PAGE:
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Buckminster Fullerwasher

clean a family of dishes with mere pints of water
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Bucky F. once noticed how not much sticks to you when standing in sea spray on a ship, not even oil -- perhaps due to the abrasive action of small droplets of water. A shower based on this is supposed to clean a family of four with astonishingly small amounts of water.

So why not apply this fantastic technology to the field of dishwashing? After you've loaded your dishwasher to optimal capacity, it fills with a tornado of hot, disinfecting fog. The fog is created by a high-pressure pump that forces the wash water trough fog nozzles. A fan circulates this fog at high speed, and your dishes get clean with a minimal expenditure of water.

As a bonus the machine is also great for parties -- just omit the detergent, set it to "cold", and your kitchen is filled with hip billowing white fog. The washer's targetable laser that normally shows you the optimal loading position (OLP) for each dish does double duty projecting party patterns on your kitchen dance floor.

joeforker, Jul 04 2005

Fog Guns http://www.nous.org.uk/fog.html
Bucky not Dyson [5th Earth, Jul 05 2005]

James, not Freeman http://www.ogormans.co.uk/dyson5.htm
Hmm, looks like they don't make the washing machine anymore. [AbsintheWithoutLeave, Jul 05 2005]

Enthusiast discusses fog http://www.designco...iscussion/8439.html
But where are the plans? [joeforker, Jul 06 2005]

Dymaxion Bathroom http://www.wnet.org/bucky/bathroom.html
Describes the bathroom of the Dymaxion house with a brief description of the fog gun shower. It is like sandblasting humans with vapor instead of sand. [joeforker, Jul 06 2005]

[link]






       Also known as steam.
waugsqueke, Jul 04 2005
  

       I guess it would be kind of cool to combine a sauna/shower.
StorDuff, Jul 04 2005
  

       No, it's not quite the same as steam. I imagine vaporization independent of heat and including some very small non-vapor droplets. This gets blown around the inside of the washer by a powerful fan, knocking the dirt off your dishes.
joeforker, Jul 05 2005
  

       IIRC it was Buckminster Fuller, not Freeman Dyson. See link for corroboration.   

       That said it's a good idea. I thought it had already been done, actually, but a quick Google doesn't think so.   

       [Waugs], as mentioned fog is not the same as steam. Steam is water that is dispersed on the molecular level, while fog is (comparitively) macroscopic droplets of water that are simply suspened in the atmosphere.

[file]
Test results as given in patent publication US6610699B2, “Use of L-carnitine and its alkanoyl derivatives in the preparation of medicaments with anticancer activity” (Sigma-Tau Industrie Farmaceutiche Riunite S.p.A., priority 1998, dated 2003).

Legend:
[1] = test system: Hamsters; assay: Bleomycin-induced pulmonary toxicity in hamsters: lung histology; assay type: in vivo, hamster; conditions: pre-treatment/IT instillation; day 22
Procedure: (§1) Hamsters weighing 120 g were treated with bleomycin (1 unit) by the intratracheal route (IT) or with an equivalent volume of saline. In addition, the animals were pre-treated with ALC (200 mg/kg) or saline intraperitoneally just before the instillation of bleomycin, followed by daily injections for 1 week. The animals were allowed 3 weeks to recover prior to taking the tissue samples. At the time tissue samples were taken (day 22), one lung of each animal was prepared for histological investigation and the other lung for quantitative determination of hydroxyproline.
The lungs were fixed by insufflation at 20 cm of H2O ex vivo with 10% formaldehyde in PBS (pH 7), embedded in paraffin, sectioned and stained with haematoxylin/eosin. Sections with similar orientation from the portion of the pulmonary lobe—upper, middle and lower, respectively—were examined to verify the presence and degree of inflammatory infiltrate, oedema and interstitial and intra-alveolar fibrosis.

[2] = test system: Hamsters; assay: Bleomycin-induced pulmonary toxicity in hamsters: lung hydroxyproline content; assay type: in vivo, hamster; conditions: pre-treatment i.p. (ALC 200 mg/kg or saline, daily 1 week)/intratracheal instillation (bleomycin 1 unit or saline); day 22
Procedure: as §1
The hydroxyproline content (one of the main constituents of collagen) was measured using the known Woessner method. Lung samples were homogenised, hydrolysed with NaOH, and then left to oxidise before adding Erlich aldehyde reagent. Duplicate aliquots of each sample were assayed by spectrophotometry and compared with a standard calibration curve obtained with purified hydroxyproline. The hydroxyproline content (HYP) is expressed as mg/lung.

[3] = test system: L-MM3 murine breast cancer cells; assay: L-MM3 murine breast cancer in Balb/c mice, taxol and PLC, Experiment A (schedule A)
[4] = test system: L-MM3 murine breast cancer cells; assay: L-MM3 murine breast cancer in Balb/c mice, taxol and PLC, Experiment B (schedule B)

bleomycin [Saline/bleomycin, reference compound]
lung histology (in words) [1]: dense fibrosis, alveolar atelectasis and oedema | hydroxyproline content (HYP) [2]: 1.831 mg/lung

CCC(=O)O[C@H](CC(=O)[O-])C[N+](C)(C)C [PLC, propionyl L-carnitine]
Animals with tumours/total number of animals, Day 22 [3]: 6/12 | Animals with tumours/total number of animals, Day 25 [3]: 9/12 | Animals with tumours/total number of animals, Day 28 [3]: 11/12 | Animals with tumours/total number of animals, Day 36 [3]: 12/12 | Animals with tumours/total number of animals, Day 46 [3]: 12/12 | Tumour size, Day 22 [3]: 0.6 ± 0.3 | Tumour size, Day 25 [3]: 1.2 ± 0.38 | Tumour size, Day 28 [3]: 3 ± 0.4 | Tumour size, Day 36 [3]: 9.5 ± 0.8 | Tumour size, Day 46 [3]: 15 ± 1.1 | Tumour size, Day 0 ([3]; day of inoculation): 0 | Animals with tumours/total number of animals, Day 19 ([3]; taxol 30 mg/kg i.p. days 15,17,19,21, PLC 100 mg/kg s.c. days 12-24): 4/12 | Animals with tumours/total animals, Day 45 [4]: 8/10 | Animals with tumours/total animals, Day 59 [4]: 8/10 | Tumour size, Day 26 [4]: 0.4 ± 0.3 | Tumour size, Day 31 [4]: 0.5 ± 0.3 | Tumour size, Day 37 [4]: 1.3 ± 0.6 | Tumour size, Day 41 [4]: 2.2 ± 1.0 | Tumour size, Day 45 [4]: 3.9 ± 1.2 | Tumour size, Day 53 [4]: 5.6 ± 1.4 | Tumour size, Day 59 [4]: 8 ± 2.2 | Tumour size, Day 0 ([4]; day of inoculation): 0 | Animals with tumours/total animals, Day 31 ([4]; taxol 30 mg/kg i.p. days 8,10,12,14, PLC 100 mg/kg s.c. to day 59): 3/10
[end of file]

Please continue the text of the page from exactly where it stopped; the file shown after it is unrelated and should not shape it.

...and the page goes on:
Contrary to popular conception, steam is totally invisible--what you see is always condensation out of the air, not the actual steam itself. Look very close at the cloud from the spout of a boiling kettle--it doesn't actually appear until a short distance out of the spout. The "empty" space in between is where the real steam is.
5th Earth, Jul 05 2005
  

       //IIRC it was Buckminster Fuller, not Freeman Dyson// Aren't we talking James, not Freeman here?
coprocephalous, Jul 05 2005
  

       It removes it, but where does it put it. Pressure washers are great for lifting out stains but are not good at moving debris over large areas. Sure the fog shower will free dirt and grime but you still have to use a towel or a large volume of water to remove the dirt from the area. It lifts it off but it does not place it anywhere.
10clock, Jul 05 2005
  

       10clock, that was your least-incoherent writing ever--keep trying to improve, please. But, as usual, you could have thought about it.   

       I'm guessing the un-stuck gunk, since it doesn't stick, runs down and drips off. Except in any upright corners and cups--the stuff won't get blasted out. Should that prove to be a major problem, a quick blast of rinse water may take care of it. That would still be less water than is used in a regular dishwasher.
baconbrain, Jul 05 2005
  

       10clock does raise an interesting question. My washer depends on gravity, but perhaps with a few extra fans it could work without it. Alternating blasts of fog and air in different directions?   

       Except there is another minor detail -- most dishes, glasses, containers are also designed with gravity in mind.
joeforker, Jul 05 2005
  

       Not space crockery.
wagster, Jul 05 2005
  

       //I imagine vaporization independent of heat and including some very small non-vapor droplets.// You wouldn't need fans, just make the system work on Sonic vaporization of the water... or you could drastically lower the atmospheric pressure of the washer.
Kozi4361, Jul 06 2005
  

       The fans aren't for creating the vapor. They accelerate it so that it has greater effect bombarding your grimy dishes. If the machine used vacuum to try to create fog it would be no good doing second duty at parties.
joeforker, Jul 06 2005
  

       It wouldn't create fog, it would boil water and thus create steam.
Kozi4361, Jul 06 2005
  
      
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